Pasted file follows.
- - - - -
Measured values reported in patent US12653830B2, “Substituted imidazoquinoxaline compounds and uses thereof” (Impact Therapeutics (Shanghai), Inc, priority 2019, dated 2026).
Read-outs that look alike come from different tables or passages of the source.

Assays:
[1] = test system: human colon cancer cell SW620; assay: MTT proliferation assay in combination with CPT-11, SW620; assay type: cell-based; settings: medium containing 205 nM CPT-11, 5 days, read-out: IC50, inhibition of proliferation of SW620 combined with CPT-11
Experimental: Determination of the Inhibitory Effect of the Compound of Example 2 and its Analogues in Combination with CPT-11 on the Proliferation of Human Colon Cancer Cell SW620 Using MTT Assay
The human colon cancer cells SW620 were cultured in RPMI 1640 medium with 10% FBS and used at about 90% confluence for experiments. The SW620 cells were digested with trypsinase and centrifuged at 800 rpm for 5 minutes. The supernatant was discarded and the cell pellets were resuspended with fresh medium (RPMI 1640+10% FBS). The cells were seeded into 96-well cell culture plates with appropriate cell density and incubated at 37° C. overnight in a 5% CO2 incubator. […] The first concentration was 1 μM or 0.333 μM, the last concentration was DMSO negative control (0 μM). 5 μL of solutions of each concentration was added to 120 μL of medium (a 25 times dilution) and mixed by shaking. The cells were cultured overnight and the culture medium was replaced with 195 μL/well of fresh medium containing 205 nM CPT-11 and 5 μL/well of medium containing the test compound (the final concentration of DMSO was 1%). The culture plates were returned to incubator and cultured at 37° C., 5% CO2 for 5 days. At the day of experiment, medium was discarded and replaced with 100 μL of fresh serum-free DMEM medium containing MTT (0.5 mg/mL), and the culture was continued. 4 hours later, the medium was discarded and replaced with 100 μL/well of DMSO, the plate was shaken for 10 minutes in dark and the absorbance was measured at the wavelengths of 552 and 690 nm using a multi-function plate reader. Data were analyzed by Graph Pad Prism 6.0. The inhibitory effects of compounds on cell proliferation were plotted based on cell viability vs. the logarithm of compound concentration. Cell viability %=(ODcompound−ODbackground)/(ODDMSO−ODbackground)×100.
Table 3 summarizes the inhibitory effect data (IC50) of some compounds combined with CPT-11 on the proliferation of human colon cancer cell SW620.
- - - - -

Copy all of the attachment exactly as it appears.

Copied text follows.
Measured values reported in patent US12653830B2, “Substituted imidazoquinoxaline compounds and uses thereof” (Impact Therapeutics (Shanghai), Inc, priority 2019, dated 2026).
Read-outs that look alike come from different tables or passages of the source.

Assays:
[1] = test system: human colon cancer cell SW620; assay: MTT proliferation assay in combination with CPT-11, SW620; assay type: cell-based; settings: medium containing 205 nM CPT-11, 5 days, read-out: IC50, inhibition of proliferation of SW620 combined with CPT-11
Experimental: Determination of the Inhibitory Effect of the Compound of Example 2 and its Analogues in Combination with CPT-11 on the Proliferation of Human Colon Cancer Cell SW620 Using MTT Assay
The human colon cancer cells SW620 were cultured in RPMI 1640 medium with 10% FBS and used at about 90% confluence for experiments. The SW620 cells were digested with trypsinase and centrifuged at 800 rpm for 5 minutes. The supernatant was discarded and the cell pellets were resuspended with fresh medium (RPMI 1640+10% FBS). The cells were seeded into 96-well cell culture plates with appropriate cell density and incubated at 37° C. overnight in a 5% CO2 incubator. […] The first concentration was 1 μM or 0.333 μM, the last concentration was DMSO negative control (0 μM). 5 μL of solutions of each concentration was added to 120 μL of medium (a 25 times dilution) and mixed by shaking. The cells were cultured overnight and the culture medium was replaced with 195 μL/well of fresh medium containing 205 nM CPT-11 and 5 μL/well of medium containing the test compound (the final concentration of DMSO was 1%). The culture plates were returned to incubator and cultured at 37° C., 5% CO2 for 5 days. At the day of experiment, medium was discarded and replaced with 100 μL of fresh serum-free DMEM medium containing MTT (0.5 mg/mL), and the culture was continued. 4 hours later, the medium was discarded and replaced with 100 μL/well of DMSO, the plate was shaken for 10 minutes in dark and the absorbance was measured at the wavelengths of 552 and 690 nm using a multi-function plate reader. Data were analyzed by Graph Pad Prism 6.0. The inhibitory effects of compounds on cell proliferation were plotted based on cell viability vs. the logarithm of compound concentration. Cell viability %=(ODcompound−ODbackground)/(ODDMSO−ODbackground)×100.
Table 3 summarizes the inhibitory effect data (IC50) of some compounds combined with CPT-11 on the proliferation of human colon cancer cell SW620.